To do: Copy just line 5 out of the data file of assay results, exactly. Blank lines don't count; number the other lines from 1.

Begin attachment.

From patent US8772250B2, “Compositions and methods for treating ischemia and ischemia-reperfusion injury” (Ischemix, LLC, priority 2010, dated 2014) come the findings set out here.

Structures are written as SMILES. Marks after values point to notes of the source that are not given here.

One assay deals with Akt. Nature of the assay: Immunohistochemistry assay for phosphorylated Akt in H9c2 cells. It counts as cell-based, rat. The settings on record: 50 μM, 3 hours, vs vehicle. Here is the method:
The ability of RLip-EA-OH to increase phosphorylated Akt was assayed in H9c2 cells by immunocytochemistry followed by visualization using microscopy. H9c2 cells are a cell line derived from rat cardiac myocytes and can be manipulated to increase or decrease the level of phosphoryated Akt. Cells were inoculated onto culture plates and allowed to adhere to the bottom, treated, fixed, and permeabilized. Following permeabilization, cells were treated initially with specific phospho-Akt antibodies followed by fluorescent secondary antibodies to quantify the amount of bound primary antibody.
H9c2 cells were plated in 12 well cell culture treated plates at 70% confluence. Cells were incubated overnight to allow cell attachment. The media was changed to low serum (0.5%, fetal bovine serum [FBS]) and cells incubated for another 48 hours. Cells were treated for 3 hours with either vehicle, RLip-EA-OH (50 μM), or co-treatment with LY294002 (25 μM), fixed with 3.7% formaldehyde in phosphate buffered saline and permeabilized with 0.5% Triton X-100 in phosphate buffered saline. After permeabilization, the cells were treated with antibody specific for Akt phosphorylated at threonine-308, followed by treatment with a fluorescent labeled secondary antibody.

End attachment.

H9c2 cells were plated in 12 well cell culture treated plates at 70% confluence. Cells were incubated overnight to allow cell attachment. The media was changed to low serum (0.5%, fetal bovine serum [FBS]) and cells incubated for another 48 hours. Cells were treated for 3 hours with either vehicle, RLip-EA-OH (50 μM), or co-treatment with LY294002 (25 μM), fixed with 3.7% formaldehyde in phosphate buffered saline and permeabilized with 0.5% Triton X-100 in phosphate buffered saline. After permeabilization, the cells were treated with antibody specific for Akt phosphorylated at threonine-308, followed by treatment with a fluorescent labeled secondary antibody.